With her new book, “Rav Hisda’s Daughter: Book 1, Apprentice,” Maggie Anton, author of the “Rashi’s Daughters” trilogy, unearths a different chapter of Jewish history, giving readers a peek into what life may have been like for a Jewish woman in 3rd century Babylonia. Weaving together research on the religious life and culture, the sociology and even the statecraft of the era, the book follows the youngest child of famed Rav Hisda (or Chisda), who is one of the Talmud’s central rabbinic characters.
Anton’s curiosity was piqued early on in her own study of Talmud, which began in 1992, when she discovered the young daughter of Rav Hisda, who in Bava Batra 12b is described as sitting on her father’s lap. Two of his students, Rava and Rami bar Hama, stand in front of them, and Rav Hisda asks which of the boys she wants to marry. She replies “both,” and according to the Talmud, the fact that Rava said he wants to be the last she marries (which is indeed what happens) is evidence of children possessing the gift of prophecy.
“I thought ‘what a girl, what a story!’” Anton told The Sisterhood. “In 1995, when I wanted to write a novel about women and Talmud, I decided to write ‘Rashi’s Daughters’ because I thought it was easier to research 11th century France than 3rd century Babylonia. But in the back of my mind I thought, ‘what was life like in those times?’”
Hisda’s daughter is mentioned in more passages of Talmud than any other female, Anton says. The Talmud is full of rabbis’ names as they discuss and debate through the millennia, and while a few women come into play, by and large they remain nameless, identified only as “Em,” or “mother,” or as daughter of so-and-so. While Hisda’s daughter is nameless (though often mentioned in Gemara), Anton calls her Hisdadukh, or “daughter of Hisda,” as it would have been in Persian.
“Rav Hisda’s Daughter: Book 1, Apprentice” follows Hisdadukh from about the age of nine through her middle adulthood — from being the youngest of nine children and the daughter of an impressive, if distant, mother, to a betrothed young woman; through the pleasures of early marriage and then the death of her first husband, Rami. She becomes a sorceress-trainee, and then comes into her own as the possessor of magical powers even as she suffers personal tragedies.
The Talmud itself was Anton’s primary source for the book. “Most of the themes are taken from actual Gemara scenes. The rivalry between Rami and Rava, the way they argue with each other, the name calling, it’s a whole level of antagonism you don’t usually see. But it’s all there. It is a novelist’s gold mine.”
Likewise, much of what she writes about magic and demonology is straight from Gemara. “We know Rav Hisda cast spells. Just the fact that in that day and age he had nine children, including seven sons, who all lived to adulthood. The rabbis talk about how blessed Rav Hisda’s household was, that he was pious and had 60 weddings while another pious rabbi had 60 funerals” in his family. ”It’s not just their piety, something is protecting them.”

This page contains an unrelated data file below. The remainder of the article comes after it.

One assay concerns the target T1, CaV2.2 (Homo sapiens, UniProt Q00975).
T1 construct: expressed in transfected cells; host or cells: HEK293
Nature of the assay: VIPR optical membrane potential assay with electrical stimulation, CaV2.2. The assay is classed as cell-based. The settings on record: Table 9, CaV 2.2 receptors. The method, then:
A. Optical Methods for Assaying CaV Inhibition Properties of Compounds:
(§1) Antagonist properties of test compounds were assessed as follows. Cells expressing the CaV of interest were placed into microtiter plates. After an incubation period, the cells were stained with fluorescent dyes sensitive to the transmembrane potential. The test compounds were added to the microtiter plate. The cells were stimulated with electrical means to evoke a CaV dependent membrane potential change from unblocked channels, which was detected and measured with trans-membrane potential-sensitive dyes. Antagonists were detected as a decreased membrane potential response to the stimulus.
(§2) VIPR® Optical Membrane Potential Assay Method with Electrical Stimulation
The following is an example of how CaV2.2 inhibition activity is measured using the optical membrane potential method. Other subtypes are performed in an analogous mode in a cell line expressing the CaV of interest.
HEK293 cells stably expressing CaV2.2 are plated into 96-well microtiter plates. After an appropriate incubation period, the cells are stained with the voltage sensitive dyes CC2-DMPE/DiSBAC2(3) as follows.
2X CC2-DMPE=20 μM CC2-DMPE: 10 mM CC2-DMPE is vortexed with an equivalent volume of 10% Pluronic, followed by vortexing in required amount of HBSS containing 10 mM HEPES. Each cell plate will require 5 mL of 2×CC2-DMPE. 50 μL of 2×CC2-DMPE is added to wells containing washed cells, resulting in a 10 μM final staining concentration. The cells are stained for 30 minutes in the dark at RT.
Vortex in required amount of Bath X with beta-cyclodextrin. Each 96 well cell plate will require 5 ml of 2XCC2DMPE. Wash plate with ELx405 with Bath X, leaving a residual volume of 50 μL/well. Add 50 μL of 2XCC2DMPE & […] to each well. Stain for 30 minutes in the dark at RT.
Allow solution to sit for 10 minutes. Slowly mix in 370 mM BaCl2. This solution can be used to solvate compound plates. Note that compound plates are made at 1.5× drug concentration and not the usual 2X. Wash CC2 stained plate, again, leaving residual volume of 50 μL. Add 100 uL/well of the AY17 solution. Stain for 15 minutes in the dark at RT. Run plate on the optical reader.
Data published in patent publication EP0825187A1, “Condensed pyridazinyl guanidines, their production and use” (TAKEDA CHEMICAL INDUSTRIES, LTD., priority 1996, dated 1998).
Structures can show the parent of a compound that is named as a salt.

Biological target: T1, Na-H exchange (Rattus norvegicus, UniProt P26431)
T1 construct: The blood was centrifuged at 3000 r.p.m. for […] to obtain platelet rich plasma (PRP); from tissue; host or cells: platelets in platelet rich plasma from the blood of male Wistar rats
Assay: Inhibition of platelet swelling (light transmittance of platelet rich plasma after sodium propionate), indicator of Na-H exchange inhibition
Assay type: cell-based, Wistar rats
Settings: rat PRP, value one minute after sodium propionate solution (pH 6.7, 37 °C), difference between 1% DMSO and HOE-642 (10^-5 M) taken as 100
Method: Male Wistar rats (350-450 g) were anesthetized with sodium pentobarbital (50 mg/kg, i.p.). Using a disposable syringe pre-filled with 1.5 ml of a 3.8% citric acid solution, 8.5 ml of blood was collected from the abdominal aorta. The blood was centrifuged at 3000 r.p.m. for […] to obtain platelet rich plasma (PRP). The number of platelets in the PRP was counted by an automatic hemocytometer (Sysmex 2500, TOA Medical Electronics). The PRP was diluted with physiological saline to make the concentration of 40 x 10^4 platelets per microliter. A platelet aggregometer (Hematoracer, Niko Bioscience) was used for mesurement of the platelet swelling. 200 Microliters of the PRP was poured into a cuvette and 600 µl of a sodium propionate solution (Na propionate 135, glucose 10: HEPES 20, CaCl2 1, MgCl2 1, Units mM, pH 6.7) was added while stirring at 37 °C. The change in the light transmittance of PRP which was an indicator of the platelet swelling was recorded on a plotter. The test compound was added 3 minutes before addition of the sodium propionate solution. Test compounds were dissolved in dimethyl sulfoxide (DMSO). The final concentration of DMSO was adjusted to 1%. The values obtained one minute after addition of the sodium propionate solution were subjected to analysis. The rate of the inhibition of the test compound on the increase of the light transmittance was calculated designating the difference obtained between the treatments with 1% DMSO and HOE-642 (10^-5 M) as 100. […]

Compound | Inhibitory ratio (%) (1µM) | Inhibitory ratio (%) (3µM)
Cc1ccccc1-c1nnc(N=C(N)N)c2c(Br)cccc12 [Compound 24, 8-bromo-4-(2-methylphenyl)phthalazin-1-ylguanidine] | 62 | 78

Anton’s research was enhanced by the growing scholarship around Babylonian incantation bowls, which were inscribed with spells and buried under the home of the person they were meant to protect. One incantation bowl has the earliest written documentation of the Mishna, Anton says. “It’s amazing. To have Mishna quoted in a Babylonian incantation bowl signifies that the Mishna was known in Babylonia by whoever was creating them.”
The Talmud talks about permitting sorcery for protection and healing, and about a head sorceress, says Anton. “They have a hierarchy, which implies a whole education system. That just flabbergasted me. This is tangible. The Talmud got written down in 900 C.E. and we don’t have too much stuff from this time period, but we have these bowls in our hands.”
“I started writing more stuff about the magic because this was a woman’s domain. There was a very cosmopolitan melding of society there,” as some incantation bowls mention Jewish and Zoroastrian deities, she said. “In fighting demons they often took whatever help they could get.”
This period in Babylonia was a fascinating subject, Anton says. “This is the crucible of monotheism. Most people have never heard of Zoroastrianism whereas at one time they were the predominant monotheistic religion in the world while Christianity was barely coming into existence. Jews were in both societies, dealing with Christians on the one hand, Zoroastrians on the other. Jews were in the thick of it.”
Many traditional Jewish beliefs overlap with Zoroastrian theology, Anton says. “That there is life after you die, are judged after you die, this comes from Zoroastrianism. Procreation is a virtue for the Zoroastrians as well. They had a purity system very similar to Judaism. It came out of the same pot in a way. Zoroastrianism was not a proselytizing religion. The two lived happily together for 1,000 years in Babylonia.”
And while we no longer use incantation bowls, we do use some of the same type of magic, says Anton. “The mezuzah is an amulet. And the traveler’s prayer is an incantation, a protective spell, created by Rav Hisda. That’s straight out of the Talmud, the one incantation we have from Rav Hisda.”
Now 62 and retired from working as a clinical chemist in hospital laboratories, Anton, identifies as a Reform Jew. She says that part of her reason for writing these books centered on women’s lives during the Talmud’s eras “is to get more liberal Jews, more women, to study Talmud. This is an important piece of our heritage.”
And “it’s fun. There’s cool stuff in there.”